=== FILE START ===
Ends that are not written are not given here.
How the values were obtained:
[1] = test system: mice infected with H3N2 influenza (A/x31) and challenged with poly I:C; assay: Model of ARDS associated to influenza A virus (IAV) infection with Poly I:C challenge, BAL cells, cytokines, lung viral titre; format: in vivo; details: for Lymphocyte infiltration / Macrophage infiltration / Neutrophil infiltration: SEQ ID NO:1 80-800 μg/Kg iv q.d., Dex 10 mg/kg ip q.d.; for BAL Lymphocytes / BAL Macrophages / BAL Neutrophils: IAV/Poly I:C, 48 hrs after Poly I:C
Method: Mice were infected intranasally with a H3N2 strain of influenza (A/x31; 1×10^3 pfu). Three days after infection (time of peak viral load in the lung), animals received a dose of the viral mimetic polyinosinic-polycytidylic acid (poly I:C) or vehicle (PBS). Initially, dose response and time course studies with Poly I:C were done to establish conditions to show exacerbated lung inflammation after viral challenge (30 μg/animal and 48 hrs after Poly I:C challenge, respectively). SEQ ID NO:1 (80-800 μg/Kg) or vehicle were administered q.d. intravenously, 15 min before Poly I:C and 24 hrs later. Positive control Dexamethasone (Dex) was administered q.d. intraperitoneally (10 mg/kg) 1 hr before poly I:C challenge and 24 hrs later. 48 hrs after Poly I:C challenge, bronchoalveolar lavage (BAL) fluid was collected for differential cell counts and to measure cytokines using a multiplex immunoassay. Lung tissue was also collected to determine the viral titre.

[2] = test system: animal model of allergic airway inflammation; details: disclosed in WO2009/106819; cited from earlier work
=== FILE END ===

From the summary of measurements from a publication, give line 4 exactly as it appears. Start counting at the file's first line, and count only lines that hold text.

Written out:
Method: Mice were infected intranasally with a H3N2 strain of influenza (A/x31; 1×10^3 pfu). Three days after infection (time of peak viral load in the lung), animals received a dose of the viral mimetic polyinosinic-polycytidylic acid (poly I:C) or vehicle (PBS). Initially, dose response and time course studies with Poly I:C were done to establish conditions to show exacerbated lung inflammation after viral challenge (30 μg/animal and 48 hrs after Poly I:C challenge, respectively). SEQ ID NO:1 (80-800 μg/Kg) or vehicle were administered q.d. intravenously, 15 min before Poly I:C and 24 hrs later. Positive control Dexamethasone (Dex) was administered q.d. intraperitoneally (10 mg/kg) 1 hr before poly I:C challenge and 24 hrs later. 48 hrs after Poly I:C challenge, bronchoalveolar lavage (BAL) fluid was collected for differential cell counts and to measure cytokines using a multiplex immunoassay. Lung tissue was also collected to determine the viral titre.